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Shell Eastern acquires EcoOils

Shell Eastern acquires EcoOils
Forklift operator training at an EcoOils facility (photo courtesy EcoOils).

Singapore-based Shell Eastern Petroleum (Pte) Ltd, a wholly-owned subsidiary of global oil, gas, and energy major Shell plc (Shell), has announced that it has acquired EcoOils Ltd (EcoOils), a waste oil recycling firm.

Malaysia-headed EcoOils Sdn. Bhd (EcoOils) has been at the forefront of repurposing spent bleaching earth – a solid waste of the vegetable oil industry – to produce spent bleaching earth oil, an internationally recognized biofuel feedstock that can be used to produce sustainable low-carbon fuels.

Circular economy

Bleaching earth is a clay material used to absorb impurities during the palm oil refining process. EcoOils uses its technology to recycle this waste material and produce spent bleaching earth oil.

This reduces the amount of waste going into landfill, while the remaining bleaching earth from the oil production cycle is then predominantly reused in other applications, such as cement, roof tiles, and brick manufacturing. This process helps to contribute to a circular economy.

EcoOils has approximately 80 suppliers and over 360 staff. Operations include five plants with a current production capacity of 65 000 tonnes of spent bleaching earth oil per annum.

It is accredited by International Sustainability and Carbon Certification (ISCC), a sustainability certification system covering waste feedstocks.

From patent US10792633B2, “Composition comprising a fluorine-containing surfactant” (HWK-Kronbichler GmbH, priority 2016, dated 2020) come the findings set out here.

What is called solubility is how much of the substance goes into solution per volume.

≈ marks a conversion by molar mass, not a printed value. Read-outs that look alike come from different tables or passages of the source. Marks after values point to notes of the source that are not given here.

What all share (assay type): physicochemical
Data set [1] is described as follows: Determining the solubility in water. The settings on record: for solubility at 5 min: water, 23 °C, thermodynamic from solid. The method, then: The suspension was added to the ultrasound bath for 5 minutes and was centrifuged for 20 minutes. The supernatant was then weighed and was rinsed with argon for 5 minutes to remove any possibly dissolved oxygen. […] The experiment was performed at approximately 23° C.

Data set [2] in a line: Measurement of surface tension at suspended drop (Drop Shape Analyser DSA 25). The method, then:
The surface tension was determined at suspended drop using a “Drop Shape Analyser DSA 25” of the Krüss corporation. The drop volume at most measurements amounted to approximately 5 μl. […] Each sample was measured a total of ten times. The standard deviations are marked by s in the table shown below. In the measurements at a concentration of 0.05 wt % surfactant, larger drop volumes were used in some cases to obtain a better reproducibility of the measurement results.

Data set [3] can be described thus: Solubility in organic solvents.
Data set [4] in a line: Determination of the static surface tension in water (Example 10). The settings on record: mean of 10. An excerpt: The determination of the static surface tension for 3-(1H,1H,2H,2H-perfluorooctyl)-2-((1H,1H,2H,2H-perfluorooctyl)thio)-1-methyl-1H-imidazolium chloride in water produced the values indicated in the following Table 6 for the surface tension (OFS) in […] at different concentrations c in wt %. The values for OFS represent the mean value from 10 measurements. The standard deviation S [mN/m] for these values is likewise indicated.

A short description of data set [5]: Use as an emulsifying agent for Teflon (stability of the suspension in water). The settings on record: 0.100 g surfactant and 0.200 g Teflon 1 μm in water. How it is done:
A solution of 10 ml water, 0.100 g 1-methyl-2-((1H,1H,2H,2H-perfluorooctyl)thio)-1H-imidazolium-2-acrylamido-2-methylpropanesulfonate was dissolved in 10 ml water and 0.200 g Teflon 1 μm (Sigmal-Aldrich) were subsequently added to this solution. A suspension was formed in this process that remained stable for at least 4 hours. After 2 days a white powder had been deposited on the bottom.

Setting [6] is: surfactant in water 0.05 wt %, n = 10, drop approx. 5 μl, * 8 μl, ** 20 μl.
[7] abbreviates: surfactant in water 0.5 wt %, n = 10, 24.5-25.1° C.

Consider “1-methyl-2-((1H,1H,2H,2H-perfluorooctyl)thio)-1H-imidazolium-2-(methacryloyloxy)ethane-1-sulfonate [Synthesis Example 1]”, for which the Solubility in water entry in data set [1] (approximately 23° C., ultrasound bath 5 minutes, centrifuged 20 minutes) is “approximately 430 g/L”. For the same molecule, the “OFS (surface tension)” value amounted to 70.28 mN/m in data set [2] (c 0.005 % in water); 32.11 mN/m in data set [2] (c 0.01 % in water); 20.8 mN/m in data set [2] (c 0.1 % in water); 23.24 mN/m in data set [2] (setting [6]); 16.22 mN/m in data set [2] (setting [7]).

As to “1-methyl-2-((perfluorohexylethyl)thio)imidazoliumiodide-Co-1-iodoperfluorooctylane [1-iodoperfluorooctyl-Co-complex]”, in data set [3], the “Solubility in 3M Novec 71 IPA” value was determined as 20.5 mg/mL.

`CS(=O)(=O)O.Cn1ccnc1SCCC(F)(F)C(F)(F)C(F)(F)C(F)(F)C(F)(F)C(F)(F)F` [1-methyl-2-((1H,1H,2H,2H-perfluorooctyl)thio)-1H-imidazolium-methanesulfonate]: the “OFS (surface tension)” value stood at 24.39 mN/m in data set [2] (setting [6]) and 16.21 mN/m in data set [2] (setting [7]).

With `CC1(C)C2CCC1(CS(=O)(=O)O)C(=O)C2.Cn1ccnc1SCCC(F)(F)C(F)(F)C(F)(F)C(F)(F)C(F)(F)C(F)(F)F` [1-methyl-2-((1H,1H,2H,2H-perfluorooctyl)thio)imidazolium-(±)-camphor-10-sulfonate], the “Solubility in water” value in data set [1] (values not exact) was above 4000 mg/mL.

According to a statement, the acquisition, the value of which has not been disclosed, will include 100 percent of EcoOils’ Malaysian subsidiaries and 90 percent of its Indonesian subsidiary.

It is part of Shell’s ambition to increase the production of sustainable low-carbon fuels for transport, including sustainable aviation fuel (SAF).

To continue supplying customers with the energy products they need into the future, Shell is investing in and producing sustainable low-carbon fuels for transport. This acquisition provides secure access to a recognized, advanced feedstock that can be used at Shell’s biofuels facilities to meet that aim. This acquisition underscores the ongoing transformation of Shell’s business as we strive to provide more low-carbon energy solutions to our customers as part of their decarbonization journey, said Sinead Lynch, SVP for Low Carbon Fuels at Shell.

According to Shell, low-carbon fuels will help to meet the growing demand for decarbonization solutions from customers in the transport sector, including hard-to-decarbonize sectors such as aviation.

SAF currently accounts for around 0.1 percent of global aviation fuel. By 2030 Shell aims to have at least 10 percent of its global aviation fuel sales as SAF.

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